The Centre rolled back on Friday a decision to lower the interest to 8.7% on the Employees Provident Fund (EPF) and said deposits will earn 8.8% interest for 2015-16 as originally recommended by the Central Board of Trustees, EPFO’s apex decision-making body.
The move comes in the wake of a day-long nationwide protest called by the central trade unions against the finance ministry’s decision to lower the interest rate.
The government on Monday had informed Parliament that the finance ministry had approved an interest rate of 8.7% as against the CBT’s recommendation.
“The CBT, at its meeting held in February 2016, has proposed an interim rate of interest at 8.8% to be credited to the accounts of Employees’ Provident Fund subscribers for 2015-16. The ministry of finance has, however, ratified an interest rate of 8.7%,” labour minister Bandaru Dattatreya had said in a written reply to the Lok Sabha.
The ministry last month had lowered the interest of on small saving schemes including Public Provident Fund (PPF) scheme and Kisan Vikas Patra to 8.1% and 7.8%, respectively, from 8.7% in 2015-16.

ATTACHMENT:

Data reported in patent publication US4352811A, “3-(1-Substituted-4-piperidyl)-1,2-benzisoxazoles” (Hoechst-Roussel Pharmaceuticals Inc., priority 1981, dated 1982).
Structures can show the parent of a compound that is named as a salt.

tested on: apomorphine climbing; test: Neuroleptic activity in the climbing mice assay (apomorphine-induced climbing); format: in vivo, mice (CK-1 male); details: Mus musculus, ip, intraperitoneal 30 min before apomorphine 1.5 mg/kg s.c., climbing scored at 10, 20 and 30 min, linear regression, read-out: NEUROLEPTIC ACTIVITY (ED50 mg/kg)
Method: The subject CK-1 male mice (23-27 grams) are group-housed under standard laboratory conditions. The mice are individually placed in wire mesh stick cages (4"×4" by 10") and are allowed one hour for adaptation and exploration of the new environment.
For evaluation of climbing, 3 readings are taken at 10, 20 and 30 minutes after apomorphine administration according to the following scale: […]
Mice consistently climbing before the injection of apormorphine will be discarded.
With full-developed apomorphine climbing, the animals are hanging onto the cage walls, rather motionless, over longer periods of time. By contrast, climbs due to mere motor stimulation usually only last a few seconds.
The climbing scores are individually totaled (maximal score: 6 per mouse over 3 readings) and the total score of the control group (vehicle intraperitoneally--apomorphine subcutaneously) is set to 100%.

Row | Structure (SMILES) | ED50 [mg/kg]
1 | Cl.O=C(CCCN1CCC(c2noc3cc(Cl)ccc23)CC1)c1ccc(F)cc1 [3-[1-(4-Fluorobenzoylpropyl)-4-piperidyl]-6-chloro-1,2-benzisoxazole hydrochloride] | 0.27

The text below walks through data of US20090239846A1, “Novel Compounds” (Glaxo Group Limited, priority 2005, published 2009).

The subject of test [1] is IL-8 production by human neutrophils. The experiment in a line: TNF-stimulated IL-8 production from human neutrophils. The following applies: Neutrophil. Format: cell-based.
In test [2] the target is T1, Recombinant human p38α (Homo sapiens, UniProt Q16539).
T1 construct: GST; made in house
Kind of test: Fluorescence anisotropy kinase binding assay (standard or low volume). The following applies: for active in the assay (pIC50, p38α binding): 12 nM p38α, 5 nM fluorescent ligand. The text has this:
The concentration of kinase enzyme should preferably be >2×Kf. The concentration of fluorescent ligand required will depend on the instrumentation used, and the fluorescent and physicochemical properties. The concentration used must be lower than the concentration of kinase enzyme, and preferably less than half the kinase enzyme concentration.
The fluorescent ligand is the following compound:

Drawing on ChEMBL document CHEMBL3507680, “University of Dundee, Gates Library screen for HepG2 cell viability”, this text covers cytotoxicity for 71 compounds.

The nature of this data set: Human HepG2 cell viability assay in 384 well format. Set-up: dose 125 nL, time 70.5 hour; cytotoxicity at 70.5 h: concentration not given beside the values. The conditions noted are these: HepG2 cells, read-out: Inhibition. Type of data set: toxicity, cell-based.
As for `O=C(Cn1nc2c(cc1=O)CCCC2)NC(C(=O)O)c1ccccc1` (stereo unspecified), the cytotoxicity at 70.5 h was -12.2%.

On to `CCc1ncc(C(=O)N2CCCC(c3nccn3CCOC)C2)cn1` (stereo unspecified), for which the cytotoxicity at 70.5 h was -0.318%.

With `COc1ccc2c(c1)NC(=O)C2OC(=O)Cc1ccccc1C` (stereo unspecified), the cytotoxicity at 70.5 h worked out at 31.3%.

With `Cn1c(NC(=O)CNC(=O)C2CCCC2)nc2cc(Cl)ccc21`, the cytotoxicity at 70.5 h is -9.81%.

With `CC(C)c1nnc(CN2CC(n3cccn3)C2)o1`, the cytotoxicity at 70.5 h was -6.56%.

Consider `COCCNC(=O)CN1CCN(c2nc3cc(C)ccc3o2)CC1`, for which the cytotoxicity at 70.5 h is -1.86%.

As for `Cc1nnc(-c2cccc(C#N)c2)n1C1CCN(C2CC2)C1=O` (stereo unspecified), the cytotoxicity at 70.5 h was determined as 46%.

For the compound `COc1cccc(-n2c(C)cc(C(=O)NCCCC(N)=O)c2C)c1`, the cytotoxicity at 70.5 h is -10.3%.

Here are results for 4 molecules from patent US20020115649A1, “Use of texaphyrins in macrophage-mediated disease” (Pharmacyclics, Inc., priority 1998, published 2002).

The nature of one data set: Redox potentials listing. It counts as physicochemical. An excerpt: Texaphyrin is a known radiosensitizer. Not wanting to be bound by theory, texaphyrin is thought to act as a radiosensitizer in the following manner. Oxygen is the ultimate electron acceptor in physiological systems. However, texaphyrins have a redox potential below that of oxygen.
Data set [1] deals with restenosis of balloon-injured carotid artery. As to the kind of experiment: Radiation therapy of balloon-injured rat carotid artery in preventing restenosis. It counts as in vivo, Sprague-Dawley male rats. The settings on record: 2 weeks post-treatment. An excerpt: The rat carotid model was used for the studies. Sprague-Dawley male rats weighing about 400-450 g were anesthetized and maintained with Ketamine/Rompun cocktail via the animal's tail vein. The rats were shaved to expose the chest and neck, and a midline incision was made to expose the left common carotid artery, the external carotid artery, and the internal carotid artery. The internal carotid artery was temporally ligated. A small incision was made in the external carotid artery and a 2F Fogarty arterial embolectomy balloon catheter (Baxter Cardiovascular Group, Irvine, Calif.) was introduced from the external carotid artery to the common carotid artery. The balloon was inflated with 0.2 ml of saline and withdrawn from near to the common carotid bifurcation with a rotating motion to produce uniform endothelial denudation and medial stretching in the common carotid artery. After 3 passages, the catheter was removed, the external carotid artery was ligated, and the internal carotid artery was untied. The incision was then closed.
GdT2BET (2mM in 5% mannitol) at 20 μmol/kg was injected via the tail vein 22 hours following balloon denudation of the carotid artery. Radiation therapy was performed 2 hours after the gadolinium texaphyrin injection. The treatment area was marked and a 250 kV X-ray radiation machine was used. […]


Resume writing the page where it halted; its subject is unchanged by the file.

The trade unions had slammed the “unilateral undemocratic” action by the ministry saying it had completely ignored the unanimous decision of the tripartite body of the EPFO.
The labour ministry too had backed 8.8% interest as recommended by the CBT headed by Dattatreya, who said the decision was taken after reaching a consensus.
Earlier this month, the government had rolled back new norms on provident fund withdrawals after violent protests in Bengaluru by garment factory workers who set ablaze 15 buses and attacked a police station in the country’s IT hub.
The rollback meant that PF subscribers can continue to withdraw their entire retirement fund in case of unemployment for two months or more. The government had proposed to put a bar on the 100% withdrawal, leading to discontent among the five crore-odd PF subscribers.
The decision marked the government’s second u-turn on changes to the pension fund. In March, the government withdrew a plan to tax EPF withdrawals after an outcry from salaried workers.